The reality is that a college education is rather expensive in the United States. Even public “state” universities often require around $20,000 for two semesters if the students are attending as state residents. If the students are residents in different states, they are classified as out-of-state and often pay twice as much in tuition. Private colleges and universities are often valued for higher education standards, but cost much more than public universities. Although community college is somewhat more affordable, most community colleges only offer technical certification programs or two-year Associate’s degrees, while many high-paying professional jobs require a minimum of a four-year Bachelor’s degree.
The value of a university education cannot be understated. But many parents are unsure of how to save money for their children’s educations while working their regular jobs. After all, 39% of Americans don’t even have enough money on hand for a $400 emergency, according to the Federal Reserve. This is why they are currently being encouraged to invest in the stock market and grow their money, creating an additional income through which they can fund their children’s schooling. It can be difficult to navigate investing, especially in the early days. So, how should you get started if college financial aid planning is your goal?
Should I Begin Investing On My Own?
If your goal is to invest wisely in order to someday fund your child’s university education, you shouldn’t begin on your own. Rather, you should start speaking to professional financial planners from the very beginning, discussing your goals and how realistic they might be. You might not be able to grow your wealth soon enough to fund your child’s entire education through investments, but you may be able to grow your wealth significantly in your allotted time frame nonetheless.
Wealth managers are there to assess what you’re beginning with and map how you can most efficiently grow your wealth. It’s important for you to understand that wealth managers are trained in identifying investment opportunities and building portfolios. If you are new to investing, this may sound like a foreign language to you; and it’s all too easy for well-intentioned people to lose money rather than gaining it. Responsible financial planners will not knowingly let you make reckless investment decisions. For example, they will be honest about whether or not you’re even ready to invest. Often, financial planners advise that people have a certain amount of money saved before they begin investing. Not only because a realistic minimal amount of money is needed to invest, but because it’s important that you have savings to fall back on if the stock market experiences unexpected setbacks.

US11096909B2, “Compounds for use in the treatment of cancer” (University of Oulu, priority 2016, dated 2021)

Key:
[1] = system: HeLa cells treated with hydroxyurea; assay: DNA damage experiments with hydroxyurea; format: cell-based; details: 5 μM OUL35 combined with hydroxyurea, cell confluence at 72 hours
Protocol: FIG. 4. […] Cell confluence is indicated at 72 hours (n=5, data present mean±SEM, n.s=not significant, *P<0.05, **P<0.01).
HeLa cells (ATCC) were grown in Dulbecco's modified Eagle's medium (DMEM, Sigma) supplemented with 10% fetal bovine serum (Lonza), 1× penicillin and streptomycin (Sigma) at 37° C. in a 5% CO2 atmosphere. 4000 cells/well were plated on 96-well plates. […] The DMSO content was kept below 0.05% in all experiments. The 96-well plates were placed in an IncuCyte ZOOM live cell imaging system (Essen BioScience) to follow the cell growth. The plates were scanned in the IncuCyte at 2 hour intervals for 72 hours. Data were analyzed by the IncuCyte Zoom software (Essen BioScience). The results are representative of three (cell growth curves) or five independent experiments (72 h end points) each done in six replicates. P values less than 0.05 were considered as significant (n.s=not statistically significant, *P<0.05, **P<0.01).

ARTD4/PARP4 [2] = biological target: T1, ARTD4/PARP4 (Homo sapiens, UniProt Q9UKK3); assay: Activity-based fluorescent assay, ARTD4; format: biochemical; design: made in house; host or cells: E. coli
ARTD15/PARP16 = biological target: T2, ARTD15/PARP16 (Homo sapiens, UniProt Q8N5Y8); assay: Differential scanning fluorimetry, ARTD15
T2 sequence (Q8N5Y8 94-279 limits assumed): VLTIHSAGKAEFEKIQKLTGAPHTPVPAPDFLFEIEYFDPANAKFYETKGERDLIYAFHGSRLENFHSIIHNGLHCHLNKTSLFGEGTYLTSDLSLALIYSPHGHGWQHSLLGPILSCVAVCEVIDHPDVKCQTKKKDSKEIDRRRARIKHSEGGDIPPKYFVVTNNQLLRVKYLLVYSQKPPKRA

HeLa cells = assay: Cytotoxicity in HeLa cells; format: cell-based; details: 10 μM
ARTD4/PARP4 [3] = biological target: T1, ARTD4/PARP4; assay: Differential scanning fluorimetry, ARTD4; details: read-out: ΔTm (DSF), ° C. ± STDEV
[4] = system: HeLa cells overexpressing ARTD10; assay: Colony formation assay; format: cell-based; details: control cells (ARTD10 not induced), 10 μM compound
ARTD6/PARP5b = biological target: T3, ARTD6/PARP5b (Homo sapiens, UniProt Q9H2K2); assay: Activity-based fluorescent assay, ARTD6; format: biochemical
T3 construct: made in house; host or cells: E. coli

Additionally, financial planners can offer certain tools that will enable you to plan your portfolio more realistically. Among these would be the opportunity to try portfolio stress testing.
What Does Portfolio Stress Testing Involve?
If you aren’t familiar with investing, you probably aren’t familiar with portfolio stress testing either. Essentially, a portfolio stress test allows you and your financial planners to create hypothetical scenarios and expose your portfolio to those scenarios. This will allow you to have a better idea of how your portfolio will respond to these scenarios, and essentially test its strength.
Usually, the types of scenarios that you would test through portfolio stress testing will include things like stock market crashes or inflation. Stress testing cannot predict the future precisely. There is no way to know exactly how your portfolio would precisely respond to real-life crises. But you can have a better idea of what would happen through these tests.
Many financial planners insist on conducting portfolio stress testing, and with good reason. Investing and financial planning can be quite intimidating. But if you’re led by a responsible financial planner, you will be more likely to make the right decisions for your future.
Indeed, it is important for you to remember that you are not only planning for your kids’ college funds but your own financial future. You can save for your own retirement through investments, and it’s important for you to think of every inevitability. Maybe your kids won’t even want to attend college, but giving them that option can mean the world.